Now in the white areas describe the amplifiers or the things you need to do to accelerate achieving both strategies. Remember amplification is strategy in combination, so what are the things you have to get right in order to achieve two strategies, particularly in the context of the technology.  Avoid listing the projects, programs or completion of tasks in these areas.  You already have ways to manage that and besides saying “complete the implementation of mobility solutions,” says nothing about the qualitative aspects of doing that right.

Next, in the red areas list the things you need to avoid, the actions, directions of mindsets that hold back results.  These are the distortions that hold back your strategy.  Focus on the things that inhibit the various strategy combinations.  Do not list ‘doing a poor job’ as a distortion as that is obvious.

Finally, look at the cell values and ask yourself if the amplifiers look right, the distortions capture the things you might get wrong and can you explain how the technologies contribute to the strategies, enhance the amplifiers and will eliminate the distortions.

The figure below provides a worked example of the tool based on the top three business strategies found in the 2012 CIO Survey.

Creating an enterprise amplifier involves more than building the right technology.  It requires executing the combination of strategies and technologies in the right way.  The information in the amplifiers cells seeks to capture that information as well as the distortions to avoid.  Taken together, this single simple matrix provides a way to look at the interaction among strategies, technologies, amplifiers and distortions that represent the interconnected nature and complexity of an operating enterprise.

I would suggest creating this tool as guidance for strategy planning, execution and ongoing management processes to keep everyone focused on the same result – amplifying the enterprise.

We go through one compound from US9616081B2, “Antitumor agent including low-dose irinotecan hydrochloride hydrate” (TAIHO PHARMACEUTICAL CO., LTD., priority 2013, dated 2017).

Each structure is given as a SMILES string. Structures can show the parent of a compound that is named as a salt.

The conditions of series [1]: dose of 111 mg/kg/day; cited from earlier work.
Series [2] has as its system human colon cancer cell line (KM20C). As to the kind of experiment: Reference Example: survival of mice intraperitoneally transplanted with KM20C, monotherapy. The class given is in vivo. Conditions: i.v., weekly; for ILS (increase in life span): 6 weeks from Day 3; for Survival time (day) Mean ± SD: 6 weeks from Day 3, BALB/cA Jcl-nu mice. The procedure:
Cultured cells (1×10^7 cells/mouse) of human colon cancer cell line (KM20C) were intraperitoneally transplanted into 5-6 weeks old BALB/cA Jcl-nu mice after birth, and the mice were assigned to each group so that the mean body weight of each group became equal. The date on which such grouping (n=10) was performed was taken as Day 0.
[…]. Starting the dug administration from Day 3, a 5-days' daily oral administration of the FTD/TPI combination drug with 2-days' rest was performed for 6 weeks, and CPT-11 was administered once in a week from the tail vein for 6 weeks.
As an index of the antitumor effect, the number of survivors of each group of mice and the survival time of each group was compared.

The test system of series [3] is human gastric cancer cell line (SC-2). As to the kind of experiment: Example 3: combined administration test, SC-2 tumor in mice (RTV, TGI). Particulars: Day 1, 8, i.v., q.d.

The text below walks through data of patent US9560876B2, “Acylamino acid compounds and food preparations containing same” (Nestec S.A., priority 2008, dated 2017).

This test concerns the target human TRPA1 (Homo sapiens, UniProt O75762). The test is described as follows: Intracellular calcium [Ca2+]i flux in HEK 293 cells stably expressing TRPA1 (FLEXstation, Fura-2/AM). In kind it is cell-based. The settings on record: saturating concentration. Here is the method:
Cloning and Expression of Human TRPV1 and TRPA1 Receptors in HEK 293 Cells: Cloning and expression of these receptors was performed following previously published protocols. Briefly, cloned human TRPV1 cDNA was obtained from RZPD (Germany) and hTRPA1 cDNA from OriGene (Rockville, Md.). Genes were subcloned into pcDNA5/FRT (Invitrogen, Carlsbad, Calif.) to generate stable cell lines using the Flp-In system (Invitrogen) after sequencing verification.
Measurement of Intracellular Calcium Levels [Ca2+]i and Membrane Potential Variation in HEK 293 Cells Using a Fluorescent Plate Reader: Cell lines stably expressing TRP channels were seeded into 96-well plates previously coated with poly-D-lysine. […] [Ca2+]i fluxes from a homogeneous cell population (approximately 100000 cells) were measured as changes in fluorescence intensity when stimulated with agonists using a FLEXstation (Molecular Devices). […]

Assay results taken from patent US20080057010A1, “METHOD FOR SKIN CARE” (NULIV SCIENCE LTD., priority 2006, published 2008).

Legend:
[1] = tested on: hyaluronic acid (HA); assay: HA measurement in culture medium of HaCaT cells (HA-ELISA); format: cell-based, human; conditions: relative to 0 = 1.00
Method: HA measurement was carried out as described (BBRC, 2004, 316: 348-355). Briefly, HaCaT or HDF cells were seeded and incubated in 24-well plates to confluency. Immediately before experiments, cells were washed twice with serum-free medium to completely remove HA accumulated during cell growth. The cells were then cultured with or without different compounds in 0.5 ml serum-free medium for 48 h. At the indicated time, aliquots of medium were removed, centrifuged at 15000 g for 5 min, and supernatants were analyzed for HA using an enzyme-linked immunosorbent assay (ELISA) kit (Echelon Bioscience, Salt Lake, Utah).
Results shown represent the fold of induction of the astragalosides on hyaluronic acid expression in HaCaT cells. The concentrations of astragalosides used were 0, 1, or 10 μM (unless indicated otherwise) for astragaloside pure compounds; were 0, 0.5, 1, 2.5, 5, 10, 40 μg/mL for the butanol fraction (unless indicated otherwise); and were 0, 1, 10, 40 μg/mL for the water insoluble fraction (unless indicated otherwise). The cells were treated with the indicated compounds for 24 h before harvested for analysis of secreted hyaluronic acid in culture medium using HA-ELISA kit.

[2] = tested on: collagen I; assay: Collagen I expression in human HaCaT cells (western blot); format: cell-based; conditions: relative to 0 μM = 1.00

Category: 2012 Amplifying the Enterprise Strategic planning Strategy Tools     Tags: , , , , ,

4 responses so far ↓

  • 1 Robert   February 8, 2012 at 7:45 am

    On the 2nd chart it appears that the legend has ‘Amplifiers’ and ‘Distortions’ reversed.

  • 2 Mark P. McDonald   February 8, 2012 at 11:42 am

    Robert, thank you so much for catching the error. I have updated the graphic in the blog post.


  • 3 Pearl Zhu   February 9, 2012 at 6:34 pm

    HI, Mark, thanks for clarifying: the theme for this year’s CIO agenda amplifying the enterprise via the technology drive of strategy: increase revenue growth, optimize customer experience and reduce operational cost.

    If complementing anything else, I would say, it’s about talent management: the employees’ productivity and satisfaction, if we envision the social business as next generation of organizational framework, the purpose is more about amplifying the human capability via better collaborative enterprise platform & tools for knowledge management, project management, and customer relationship management, yes, hopefully the end result is about the strategy links you listed above. thanks.

  • 4 Is IT isolated in your organization? Here are ten telltale signs in your IT strategy.   January 25, 2013 at 1:46 pm